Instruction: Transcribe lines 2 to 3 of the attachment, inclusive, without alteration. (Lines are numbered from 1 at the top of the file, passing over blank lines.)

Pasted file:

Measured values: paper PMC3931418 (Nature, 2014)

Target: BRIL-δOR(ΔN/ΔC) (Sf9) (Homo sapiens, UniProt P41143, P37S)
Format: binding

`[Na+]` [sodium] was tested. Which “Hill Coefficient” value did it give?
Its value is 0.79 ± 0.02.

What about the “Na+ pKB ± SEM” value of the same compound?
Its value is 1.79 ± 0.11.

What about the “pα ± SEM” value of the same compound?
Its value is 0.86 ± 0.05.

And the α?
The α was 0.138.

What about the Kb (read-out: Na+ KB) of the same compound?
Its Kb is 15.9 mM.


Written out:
Target: BRIL-δOR(ΔN/ΔC) (Sf9) (Homo sapiens, UniProt P41143, P37S)
Format: binding